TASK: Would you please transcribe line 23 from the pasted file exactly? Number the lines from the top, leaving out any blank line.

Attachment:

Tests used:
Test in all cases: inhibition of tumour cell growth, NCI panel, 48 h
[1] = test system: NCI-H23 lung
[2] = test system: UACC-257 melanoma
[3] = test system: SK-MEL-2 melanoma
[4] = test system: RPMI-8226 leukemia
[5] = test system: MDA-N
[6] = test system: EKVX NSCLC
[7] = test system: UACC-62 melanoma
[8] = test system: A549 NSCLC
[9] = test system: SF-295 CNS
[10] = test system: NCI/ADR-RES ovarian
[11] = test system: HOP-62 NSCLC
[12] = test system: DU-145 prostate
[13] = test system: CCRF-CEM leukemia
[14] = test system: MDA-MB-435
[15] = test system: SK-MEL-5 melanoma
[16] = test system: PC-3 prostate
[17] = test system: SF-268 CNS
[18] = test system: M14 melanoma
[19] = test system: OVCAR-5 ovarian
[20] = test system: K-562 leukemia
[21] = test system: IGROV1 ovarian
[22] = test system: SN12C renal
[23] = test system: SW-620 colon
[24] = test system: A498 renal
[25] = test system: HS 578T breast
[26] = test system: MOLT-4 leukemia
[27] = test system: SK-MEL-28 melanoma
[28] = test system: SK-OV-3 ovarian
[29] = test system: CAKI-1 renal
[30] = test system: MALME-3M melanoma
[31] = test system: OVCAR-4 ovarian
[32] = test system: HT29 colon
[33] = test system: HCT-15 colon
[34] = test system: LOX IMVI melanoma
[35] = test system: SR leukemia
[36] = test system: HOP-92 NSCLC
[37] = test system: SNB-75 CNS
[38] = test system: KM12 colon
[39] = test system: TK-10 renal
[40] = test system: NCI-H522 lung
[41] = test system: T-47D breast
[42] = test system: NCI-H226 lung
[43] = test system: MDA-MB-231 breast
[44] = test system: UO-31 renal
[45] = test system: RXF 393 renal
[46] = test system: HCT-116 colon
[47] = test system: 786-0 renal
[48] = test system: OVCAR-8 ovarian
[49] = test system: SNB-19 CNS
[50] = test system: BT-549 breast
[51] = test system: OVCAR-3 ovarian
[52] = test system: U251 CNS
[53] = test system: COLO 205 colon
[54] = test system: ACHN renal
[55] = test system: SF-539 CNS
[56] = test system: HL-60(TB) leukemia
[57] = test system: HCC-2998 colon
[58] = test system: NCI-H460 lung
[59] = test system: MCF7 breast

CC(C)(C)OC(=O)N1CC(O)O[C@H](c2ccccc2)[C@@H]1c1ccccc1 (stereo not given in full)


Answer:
[21] = test system: IGROV1 ovarian